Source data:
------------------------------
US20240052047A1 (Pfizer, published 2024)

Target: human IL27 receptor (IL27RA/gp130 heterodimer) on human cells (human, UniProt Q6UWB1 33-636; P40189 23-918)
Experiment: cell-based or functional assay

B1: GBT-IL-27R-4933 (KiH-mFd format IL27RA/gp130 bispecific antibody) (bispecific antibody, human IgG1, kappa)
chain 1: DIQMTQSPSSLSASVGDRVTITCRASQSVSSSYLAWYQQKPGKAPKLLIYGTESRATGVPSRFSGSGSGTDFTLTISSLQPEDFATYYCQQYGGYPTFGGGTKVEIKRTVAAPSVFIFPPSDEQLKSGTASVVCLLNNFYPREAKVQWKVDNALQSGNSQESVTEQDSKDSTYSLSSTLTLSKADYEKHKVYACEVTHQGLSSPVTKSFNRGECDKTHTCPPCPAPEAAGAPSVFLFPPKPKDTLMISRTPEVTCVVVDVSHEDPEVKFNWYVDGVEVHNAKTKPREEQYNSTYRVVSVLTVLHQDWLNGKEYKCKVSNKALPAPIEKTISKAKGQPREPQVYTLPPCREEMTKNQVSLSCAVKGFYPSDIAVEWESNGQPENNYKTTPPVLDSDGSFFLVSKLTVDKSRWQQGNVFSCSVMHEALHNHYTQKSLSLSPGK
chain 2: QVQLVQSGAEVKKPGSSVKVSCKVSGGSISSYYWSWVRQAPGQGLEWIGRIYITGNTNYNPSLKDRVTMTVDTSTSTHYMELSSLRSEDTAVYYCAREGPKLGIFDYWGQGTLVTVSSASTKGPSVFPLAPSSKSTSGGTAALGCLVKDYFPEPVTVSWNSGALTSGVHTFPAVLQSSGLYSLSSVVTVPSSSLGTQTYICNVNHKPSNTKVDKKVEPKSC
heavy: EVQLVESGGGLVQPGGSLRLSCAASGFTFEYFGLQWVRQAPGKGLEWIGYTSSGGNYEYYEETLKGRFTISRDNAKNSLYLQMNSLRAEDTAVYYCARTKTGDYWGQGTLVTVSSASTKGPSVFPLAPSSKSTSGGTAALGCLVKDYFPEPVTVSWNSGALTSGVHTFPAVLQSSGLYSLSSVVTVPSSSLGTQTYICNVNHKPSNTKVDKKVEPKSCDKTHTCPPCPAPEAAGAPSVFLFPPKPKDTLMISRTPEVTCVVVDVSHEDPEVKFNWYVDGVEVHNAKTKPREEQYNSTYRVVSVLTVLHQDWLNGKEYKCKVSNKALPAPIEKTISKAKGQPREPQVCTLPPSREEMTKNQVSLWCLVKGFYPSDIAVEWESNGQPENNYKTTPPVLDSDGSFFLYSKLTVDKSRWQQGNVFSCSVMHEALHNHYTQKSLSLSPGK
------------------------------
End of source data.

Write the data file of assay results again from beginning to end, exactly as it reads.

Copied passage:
US20240052047A1 (Pfizer, published 2024)

Target: human IL27 receptor (IL27RA/gp130 heterodimer) on human cells (human, UniProt Q6UWB1 33-636; P40189 23-918)
Experiment: cell-based or functional assay

B1: GBT-IL-27R-4933 (KiH-mFd format IL27RA/gp130 bispecific antibody) (bispecific antibody, human IgG1, kappa)
chain 1: DIQMTQSPSSLSASVGDRVTITCRASQSVSSSYLAWYQQKPGKAPKLLIYGTESRATGVPSRFSGSGSGTDFTLTISSLQPEDFATYYCQQYGGYPTFGGGTKVEIKRTVAAPSVFIFPPSDEQLKSGTASVVCLLNNFYPREAKVQWKVDNALQSGNSQESVTEQDSKDSTYSLSSTLTLSKADYEKHKVYACEVTHQGLSSPVTKSFNRGECDKTHTCPPCPAPEAAGAPSVFLFPPKPKDTLMISRTPEVTCVVVDVSHEDPEVKFNWYVDGVEVHNAKTKPREEQYNSTYRVVSVLTVLHQDWLNGKEYKCKVSNKALPAPIEKTISKAKGQPREPQVYTLPPCREEMTKNQVSLSCAVKGFYPSDIAVEWESNGQPENNYKTTPPVLDSDGSFFLVSKLTVDKSRWQQGNVFSCSVMHEALHNHYTQKSLSLSPGK
chain 2: QVQLVQSGAEVKKPGSSVKVSCKVSGGSISSYYWSWVRQAPGQGLEWIGRIYITGNTNYNPSLKDRVTMTVDTSTSTHYMELSSLRSEDTAVYYCAREGPKLGIFDYWGQGTLVTVSSASTKGPSVFPLAPSSKSTSGGTAALGCLVKDYFPEPVTVSWNSGALTSGVHTFPAVLQSSGLYSLSSVVTVPSSSLGTQTYICNVNHKPSNTKVDKKVEPKSC
heavy: EVQLVESGGGLVQPGGSLRLSCAASGFTFEYFGLQWVRQAPGKGLEWIGYTSSGGNYEYYEETLKGRFTISRDNAKNSLYLQMNSLRAEDTAVYYCARTKTGDYWGQGTLVTVSSASTKGPSVFPLAPSSKSTSGGTAALGCLVKDYFPEPVTVSWNSGALTSGVHTFPAVLQSSGLYSLSSVVTVPSSSLGTQTYICNVNHKPSNTKVDKKVEPKSCDKTHTCPPCPAPEAAGAPSVFLFPPKPKDTLMISRTPEVTCVVVDVSHEDPEVKFNWYVDGVEVHNAKTKPREEQYNSTYRVVSVLTVLHQDWLNGKEYKCKVSNKALPAPIEKTISKAKGQPREPQVCTLPPSREEMTKNQVSLWCLVKGFYPSDIAVEWESNGQPENNYKTTPPVLDSDGSFFLYSKLTVDKSRWQQGNVFSCSVMHEALHNHYTQKSLSLSPGK